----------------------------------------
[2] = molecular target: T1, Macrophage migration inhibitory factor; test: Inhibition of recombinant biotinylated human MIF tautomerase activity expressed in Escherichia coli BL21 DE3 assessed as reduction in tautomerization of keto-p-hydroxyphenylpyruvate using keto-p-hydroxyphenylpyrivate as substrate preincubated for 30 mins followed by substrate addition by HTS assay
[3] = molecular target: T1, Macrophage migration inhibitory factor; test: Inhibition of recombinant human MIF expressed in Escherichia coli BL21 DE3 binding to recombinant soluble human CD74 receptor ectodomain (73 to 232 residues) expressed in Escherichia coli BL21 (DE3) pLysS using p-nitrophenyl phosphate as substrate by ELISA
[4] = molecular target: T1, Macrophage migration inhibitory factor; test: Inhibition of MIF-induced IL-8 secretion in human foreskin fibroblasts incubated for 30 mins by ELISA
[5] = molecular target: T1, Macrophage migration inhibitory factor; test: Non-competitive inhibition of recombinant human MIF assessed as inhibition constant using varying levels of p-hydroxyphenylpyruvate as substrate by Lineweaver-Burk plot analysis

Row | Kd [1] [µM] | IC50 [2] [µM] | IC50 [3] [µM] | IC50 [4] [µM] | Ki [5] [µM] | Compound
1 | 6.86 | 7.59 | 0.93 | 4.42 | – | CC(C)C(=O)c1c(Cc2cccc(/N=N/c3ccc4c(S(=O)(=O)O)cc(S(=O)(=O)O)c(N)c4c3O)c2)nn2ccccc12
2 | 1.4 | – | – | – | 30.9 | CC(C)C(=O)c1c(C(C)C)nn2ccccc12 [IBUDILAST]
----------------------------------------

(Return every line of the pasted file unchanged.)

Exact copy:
[2] = molecular target: T1, Macrophage migration inhibitory factor; test: Inhibition of recombinant biotinylated human MIF tautomerase activity expressed in Escherichia coli BL21 DE3 assessed as reduction in tautomerization of keto-p-hydroxyphenylpyruvate using keto-p-hydroxyphenylpyrivate as substrate preincubated for 30 mins followed by substrate addition by HTS assay
[3] = molecular target: T1, Macrophage migration inhibitory factor; test: Inhibition of recombinant human MIF expressed in Escherichia coli BL21 DE3 binding to recombinant soluble human CD74 receptor ectodomain (73 to 232 residues) expressed in Escherichia coli BL21 (DE3) pLysS using p-nitrophenyl phosphate as substrate by ELISA
[4] = molecular target: T1, Macrophage migration inhibitory factor; test: Inhibition of MIF-induced IL-8 secretion in human foreskin fibroblasts incubated for 30 mins by ELISA
[5] = molecular target: T1, Macrophage migration inhibitory factor; test: Non-competitive inhibition of recombinant human MIF assessed as inhibition constant using varying levels of p-hydroxyphenylpyruvate as substrate by Lineweaver-Burk plot analysis

Row | Kd [1] [µM] | IC50 [2] [µM] | IC50 [3] [µM] | IC50 [4] [µM] | Ki [5] [µM] | Compound
1 | 6.86 | 7.59 | 0.93 | 4.42 | – | CC(C)C(=O)c1c(Cc2cccc(/N=N/c3ccc4c(S(=O)(=O)O)cc(S(=O)(=O)O)c(N)c4c3O)c2)nn2ccccc12
2 | 1.4 | – | – | – | 30.9 | CC(C)C(=O)c1c(C(C)C)nn2ccccc12 [IBUDILAST]